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Rate this poem:4.8 / 12 votes
Abyss of Addiction
by Maxwell "Max" Sebastian Burchett

In every street and town
Poisons abound
Tricking the mind
Destroying the brain

Some seek it out
For cheaper effect
But have to pay with their bodies
And pay with their lives

Unwittingly lured
By a false sense of escape
Becoming victims
To an insidious grip

Drugs, nothing new, in times past
In shadows it thrived, the silent foe
Unseen, ever present in varied forms
Still claiming lives, shattering dreams

Still the silent whisper beckons
Drug allure persists, a Siren’s song
Promising solace, momentary bliss
But the price of escape, greater suffering and death

Generation to generation, the cycle repeats
Drugs evolve, taking on different disguises
Still offering refuge from life’s defeats
But devastation and darkness, all the same

Victims seeking a way to battle their demons
The drug becomes a demon itself
Then finally, the addicts only friend
Their deadly companion to life’s end

About this poem

"Abyss of Addiction" is a poem by Max Burchett that delves into the harrowing world of substance abuse and its devastating consequences. It paints the grim picture of our society where poisons masquerade as solace, enticing individuals into a treacherous path of self-destruction. This poem explores the deceptive allure of drugs, which promise fleeting moments of escape but ultimately exact a heavy toll of suffering and death.

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Written on May 26, 2023

Submitted by MaxwellBurchett on May 28, 2023

Modified by MaxwellBurchett on August 20, 2023

48 sec read

Maxwell Sebastian Burchett

Maxwell "Max" Sebastian Burchett is president of the charity Golden Hearts that provides support to Ukrainian war refugees. He originated the "Good Day" concept and is leading the campaign to establish "Good Day" as a designated day, nationally recognized as "a day for doing a little extra good." Max is a singer-songwriter from Dallas, Texas. His writing interests include fiction, non-fiction and poetry. Most recently Max has included in his poetry and non-fiction publications themes developed from his work with Ukrainian war refugees. His poetry style has been influenced by the greats, including Frost, Elliot, Poe and Whitman. Max's short story “Covid Love” was featured in the July 2023, 111th issue of 34thParallel Magazine (34thparallel.net). His novel on post-Putin Russia “Red Star Rising” is being released as serial episodes on Kindle and an anthology of his poems will be released later this year. Max Burchett and his brother started delivering food and letters of encouragement to staff at local hospitals during covid, and that grew into the charity Golden Hearts. After covid the charity’s efforts were refocused on helping Ukrainian war refugees, and the homeless, who are basically refugees in their own country. His observations from work with war refugees and the homeless have led him to write stories and songs that attempt to convey the situation to a broader audience. more…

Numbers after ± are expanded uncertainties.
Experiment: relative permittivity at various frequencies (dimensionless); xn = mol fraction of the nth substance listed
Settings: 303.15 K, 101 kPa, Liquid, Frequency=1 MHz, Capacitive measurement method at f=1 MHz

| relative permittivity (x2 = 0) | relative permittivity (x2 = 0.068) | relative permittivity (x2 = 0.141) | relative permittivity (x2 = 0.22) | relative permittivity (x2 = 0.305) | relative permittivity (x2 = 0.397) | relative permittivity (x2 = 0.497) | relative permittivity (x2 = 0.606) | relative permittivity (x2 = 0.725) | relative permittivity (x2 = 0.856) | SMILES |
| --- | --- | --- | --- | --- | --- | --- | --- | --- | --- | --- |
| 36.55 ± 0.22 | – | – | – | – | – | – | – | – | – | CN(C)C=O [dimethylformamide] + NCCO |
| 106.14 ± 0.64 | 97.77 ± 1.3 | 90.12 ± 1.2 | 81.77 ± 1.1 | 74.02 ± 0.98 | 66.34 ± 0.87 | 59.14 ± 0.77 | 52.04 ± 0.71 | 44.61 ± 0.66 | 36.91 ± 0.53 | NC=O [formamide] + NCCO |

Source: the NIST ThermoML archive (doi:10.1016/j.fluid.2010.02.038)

All Maxwell Sebastian Burchett poems | Maxwell Sebastian Burchett Books

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Discuss the poem "Abyss of Addiction" with the community...

  • The_Luo_Poet
    I love the poem..very touching.
    LikeReply 120 days ago
    • MaxwellBurchett
      Thanks!! I appreciate your comment and glad you like my poem! Max
      LikeReply 118 days ago
  • chanseuserenivbifamomc2
    That is your way!!!
    LikeReply 222 days ago
  • luisestable1
    A poem that rings true even more now with what is happening to so many young people..
    The language is clear in what it wants to say, nothing confusing or ambivalent about it. It is a big problem with society and with the so many looking for a way to escape reality only to destroy their lives that quite often end in death. 
    LikeReply 422 days ago
    • MaxwellBurchett
      Thanks for your comments, Luis! Yes, a big problem for society, and getting worse it seems. And now fentanyl is increasing the overdose deaths. Sad situation.
      LikeReply 322 days ago
  • vandhana_k
    What happens, only an item knows inside.
    LikeReply 229 days ago
  • karlcfolkes
    Woe is human society! When the poison taken for our maladies is a cure and the cure offered by societies is itself is a poison, then we’ve truly entered an abyss of eternal addiction. Such is the state of Paradise Lost.